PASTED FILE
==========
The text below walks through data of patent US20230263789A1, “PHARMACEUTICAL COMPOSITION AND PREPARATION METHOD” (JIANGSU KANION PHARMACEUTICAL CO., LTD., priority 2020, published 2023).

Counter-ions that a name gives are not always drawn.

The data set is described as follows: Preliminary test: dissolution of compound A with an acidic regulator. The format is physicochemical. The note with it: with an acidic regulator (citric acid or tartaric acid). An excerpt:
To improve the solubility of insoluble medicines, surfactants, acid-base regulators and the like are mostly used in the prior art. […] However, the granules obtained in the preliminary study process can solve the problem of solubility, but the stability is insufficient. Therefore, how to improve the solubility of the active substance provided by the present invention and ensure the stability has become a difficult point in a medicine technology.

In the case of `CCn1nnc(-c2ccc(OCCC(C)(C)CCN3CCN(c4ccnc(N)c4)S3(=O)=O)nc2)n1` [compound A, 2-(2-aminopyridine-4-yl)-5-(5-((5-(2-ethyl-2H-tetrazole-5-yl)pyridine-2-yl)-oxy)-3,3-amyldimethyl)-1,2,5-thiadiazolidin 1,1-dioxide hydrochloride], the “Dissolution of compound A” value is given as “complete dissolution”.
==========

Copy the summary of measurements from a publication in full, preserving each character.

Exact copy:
The text below walks through data of patent US20230263789A1, “PHARMACEUTICAL COMPOSITION AND PREPARATION METHOD” (JIANGSU KANION PHARMACEUTICAL CO., LTD., priority 2020, published 2023).

Counter-ions that a name gives are not always drawn.

The data set is described as follows: Preliminary test: dissolution of compound A with an acidic regulator. The format is physicochemical. The note with it: with an acidic regulator (citric acid or tartaric acid). An excerpt:
To improve the solubility of insoluble medicines, surfactants, acid-base regulators and the like are mostly used in the prior art. […] However, the granules obtained in the preliminary study process can solve the problem of solubility, but the stability is insufficient. Therefore, how to improve the solubility of the active substance provided by the present invention and ensure the stability has become a difficult point in a medicine technology.

In the case of `CCn1nnc(-c2ccc(OCCC(C)(C)CCN3CCN(c4ccnc(N)c4)S3(=O)=O)nc2)n1` [compound A, 2-(2-aminopyridine-4-yl)-5-(5-((5-(2-ethyl-2H-tetrazole-5-yl)pyridine-2-yl)-oxy)-3,3-amyldimethyl)-1,2,5-thiadiazolidin 1,1-dioxide hydrochloride], the “Dissolution of compound A” value is given as “complete dissolution”.